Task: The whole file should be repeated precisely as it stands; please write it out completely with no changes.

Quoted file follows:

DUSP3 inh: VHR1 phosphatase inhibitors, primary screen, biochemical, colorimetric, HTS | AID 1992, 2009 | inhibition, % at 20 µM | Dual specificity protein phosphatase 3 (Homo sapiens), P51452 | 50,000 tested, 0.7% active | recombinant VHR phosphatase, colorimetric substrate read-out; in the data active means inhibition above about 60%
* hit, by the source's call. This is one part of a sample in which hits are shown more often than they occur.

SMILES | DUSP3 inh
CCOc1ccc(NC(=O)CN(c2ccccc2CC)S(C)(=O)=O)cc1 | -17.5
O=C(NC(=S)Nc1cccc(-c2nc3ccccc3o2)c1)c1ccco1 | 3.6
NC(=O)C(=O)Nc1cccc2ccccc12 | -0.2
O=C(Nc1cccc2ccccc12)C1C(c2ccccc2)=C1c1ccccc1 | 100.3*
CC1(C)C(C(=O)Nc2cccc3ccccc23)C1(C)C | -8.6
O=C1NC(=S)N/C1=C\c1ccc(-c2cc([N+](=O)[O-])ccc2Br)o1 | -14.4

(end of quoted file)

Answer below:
DUSP3 inh: VHR1 phosphatase inhibitors, primary screen, biochemical, colorimetric, HTS | AID 1992, 2009 | inhibition, % at 20 µM | Dual specificity protein phosphatase 3 (Homo sapiens), P51452 | 50,000 tested, 0.7% active | recombinant VHR phosphatase, colorimetric substrate read-out; in the data active means inhibition above about 60%
* hit, by the source's call. This is one part of a sample in which hits are shown more often than they occur.

SMILES | DUSP3 inh
CCOc1ccc(NC(=O)CN(c2ccccc2CC)S(C)(=O)=O)cc1 | -17.5
O=C(NC(=S)Nc1cccc(-c2nc3ccccc3o2)c1)c1ccco1 | 3.6
NC(=O)C(=O)Nc1cccc2ccccc12 | -0.2
O=C(Nc1cccc2ccccc12)C1C(c2ccccc2)=C1c1ccccc1 | 100.3*
CC1(C)C(C(=O)Nc2cccc3ccccc23)C1(C)C | -8.6
O=C1NC(=S)N/C1=C\c1ccc(-c2cc([N+](=O)[O-])ccc2Br)o1 | -14.4